Presenter Information

Joy Jordan-Lake

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Location

Zoom

Event Website

http://www.belmont.edu/liberal-arts/humanities_symposium/

Presentation Type

Presentation

Start Date

1-10-2020 10:30 AM

End Date

1-10-2020 11:20 AM

Description

In this interactive session, we will look at several examples of novels in classic literature concerned with social justice and how they attempted to bring about seismic change—or at least a shift in readers’ perspectives. Despite the flaws contemporary readers can find with Uncle Tom’s Cabin, for example, Harriet Beecher Stowe powerfully used the vehicle of story to make her case for abolition. So effective was her persuasion, in fact, that numerous other authors attempted to imitate her tropes and plot devices for the pro-slavery cause—with chilling results. Analyzing such deeply traditional images as mothers with children or romantic courtships, we’ll investigate how certain authors have employed these to suggest a radically different political or economic order. Comparing the potential of fiction to whitewash the past (e.g. Gone with the Wind) or lay it bare (e.g. Toni Morrison’s Beloved), we’ll consider various classic and contemporary American novels, their part in the ongoing dialogue of democracy, and their role, at least potentially, in giving voice to a healthy, thriving, increasingly diverse culture.

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Featured Speaker

Introduction by Dr. Andrea Stover

Moderated by Dr. Maggie Monteverde

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Oct 1st, 10:30 AM Oct 1st, 11:20 AM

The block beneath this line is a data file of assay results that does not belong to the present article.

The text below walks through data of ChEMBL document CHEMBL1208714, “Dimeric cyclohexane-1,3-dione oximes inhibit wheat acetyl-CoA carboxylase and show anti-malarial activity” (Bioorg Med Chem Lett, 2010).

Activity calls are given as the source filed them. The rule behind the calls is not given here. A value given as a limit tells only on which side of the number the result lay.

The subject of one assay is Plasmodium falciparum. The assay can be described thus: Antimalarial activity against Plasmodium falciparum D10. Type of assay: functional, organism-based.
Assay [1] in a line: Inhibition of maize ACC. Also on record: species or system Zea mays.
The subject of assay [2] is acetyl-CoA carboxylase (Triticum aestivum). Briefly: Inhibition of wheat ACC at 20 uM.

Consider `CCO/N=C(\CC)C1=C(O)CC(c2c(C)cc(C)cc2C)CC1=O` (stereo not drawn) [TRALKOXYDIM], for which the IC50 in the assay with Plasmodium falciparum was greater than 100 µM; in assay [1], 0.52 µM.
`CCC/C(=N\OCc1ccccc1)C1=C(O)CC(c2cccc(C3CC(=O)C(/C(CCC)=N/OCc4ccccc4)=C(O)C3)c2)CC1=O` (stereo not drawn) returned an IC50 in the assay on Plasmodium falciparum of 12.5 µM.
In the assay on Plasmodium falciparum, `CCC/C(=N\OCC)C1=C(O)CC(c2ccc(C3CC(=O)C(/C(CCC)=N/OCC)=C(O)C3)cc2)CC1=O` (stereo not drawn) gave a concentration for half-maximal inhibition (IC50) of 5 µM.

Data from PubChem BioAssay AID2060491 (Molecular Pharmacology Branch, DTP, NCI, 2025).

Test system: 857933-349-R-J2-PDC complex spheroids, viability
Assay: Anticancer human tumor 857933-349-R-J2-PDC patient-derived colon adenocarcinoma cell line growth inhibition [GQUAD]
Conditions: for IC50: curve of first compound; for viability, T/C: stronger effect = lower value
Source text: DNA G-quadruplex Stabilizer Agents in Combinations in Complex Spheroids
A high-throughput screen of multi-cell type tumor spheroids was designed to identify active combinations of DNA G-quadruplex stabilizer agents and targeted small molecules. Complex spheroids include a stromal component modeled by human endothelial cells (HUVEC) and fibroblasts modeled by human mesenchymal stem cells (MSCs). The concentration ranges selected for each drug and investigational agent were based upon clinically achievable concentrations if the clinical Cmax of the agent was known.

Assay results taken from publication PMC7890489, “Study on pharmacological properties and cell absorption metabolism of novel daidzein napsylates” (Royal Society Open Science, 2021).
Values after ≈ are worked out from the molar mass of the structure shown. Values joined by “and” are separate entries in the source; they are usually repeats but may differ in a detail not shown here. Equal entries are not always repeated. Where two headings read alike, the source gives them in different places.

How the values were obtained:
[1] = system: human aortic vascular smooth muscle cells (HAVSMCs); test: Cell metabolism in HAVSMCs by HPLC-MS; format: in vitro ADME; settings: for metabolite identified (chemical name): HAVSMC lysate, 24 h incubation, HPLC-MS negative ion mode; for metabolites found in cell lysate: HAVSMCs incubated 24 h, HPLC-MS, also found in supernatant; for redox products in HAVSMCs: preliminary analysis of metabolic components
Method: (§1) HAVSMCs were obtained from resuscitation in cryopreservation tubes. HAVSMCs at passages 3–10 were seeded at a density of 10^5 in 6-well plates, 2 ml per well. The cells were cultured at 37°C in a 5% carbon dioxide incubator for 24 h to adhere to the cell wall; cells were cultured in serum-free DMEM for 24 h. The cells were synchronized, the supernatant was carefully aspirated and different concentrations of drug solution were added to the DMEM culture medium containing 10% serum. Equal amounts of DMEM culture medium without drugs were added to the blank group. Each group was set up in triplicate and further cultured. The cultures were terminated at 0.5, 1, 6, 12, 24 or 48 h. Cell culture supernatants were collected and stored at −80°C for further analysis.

Unearthing the Past, Rebuilding the Present: the Role of Fiction in Addressing History, Re-Imagining Human Community and Enacting Social Change

Zoom

In this interactive session, we will look at several examples of novels in classic literature concerned with social justice and how they attempted to bring about seismic change—or at least a shift in readers’ perspectives. Despite the flaws contemporary readers can find with Uncle Tom’s Cabin, for example, Harriet Beecher Stowe powerfully used the vehicle of story to make her case for abolition. So effective was her persuasion, in fact, that numerous other authors attempted to imitate her tropes and plot devices for the pro-slavery cause—with chilling results. Analyzing such deeply traditional images as mothers with children or romantic courtships, we’ll investigate how certain authors have employed these to suggest a radically different political or economic order. Comparing the potential of fiction to whitewash the past (e.g. Gone with the Wind) or lay it bare (e.g. Toni Morrison’s Beloved), we’ll consider various classic and contemporary American novels, their part in the ongoing dialogue of democracy, and their role, at least potentially, in giving voice to a healthy, thriving, increasingly diverse culture.

https://repository.belmont.edu/humanities_symposium/2020/2020/3